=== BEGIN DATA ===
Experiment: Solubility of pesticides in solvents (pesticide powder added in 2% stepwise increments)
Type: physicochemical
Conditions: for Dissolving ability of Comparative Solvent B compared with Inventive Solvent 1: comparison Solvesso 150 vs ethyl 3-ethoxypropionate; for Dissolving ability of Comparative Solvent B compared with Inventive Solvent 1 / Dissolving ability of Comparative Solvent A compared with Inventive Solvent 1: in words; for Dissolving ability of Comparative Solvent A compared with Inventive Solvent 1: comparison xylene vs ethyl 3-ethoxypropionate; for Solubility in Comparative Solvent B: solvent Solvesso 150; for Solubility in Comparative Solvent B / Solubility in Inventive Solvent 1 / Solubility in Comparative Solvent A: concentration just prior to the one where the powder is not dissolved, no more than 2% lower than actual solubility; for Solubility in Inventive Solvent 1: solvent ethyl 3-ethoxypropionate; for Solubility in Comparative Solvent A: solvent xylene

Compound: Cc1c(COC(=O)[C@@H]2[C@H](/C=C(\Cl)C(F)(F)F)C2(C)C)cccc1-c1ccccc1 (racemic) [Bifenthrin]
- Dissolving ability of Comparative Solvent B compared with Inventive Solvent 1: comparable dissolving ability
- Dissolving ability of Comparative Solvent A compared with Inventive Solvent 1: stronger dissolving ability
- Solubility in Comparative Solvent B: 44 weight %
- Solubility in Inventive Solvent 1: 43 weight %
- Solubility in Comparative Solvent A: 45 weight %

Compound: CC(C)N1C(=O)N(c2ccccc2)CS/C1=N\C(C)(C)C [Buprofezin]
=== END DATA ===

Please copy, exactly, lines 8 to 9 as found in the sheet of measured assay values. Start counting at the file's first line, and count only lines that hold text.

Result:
- Solubility in Inventive Solvent 1: 43 weight %
- Solubility in Comparative Solvent A: 45 weight %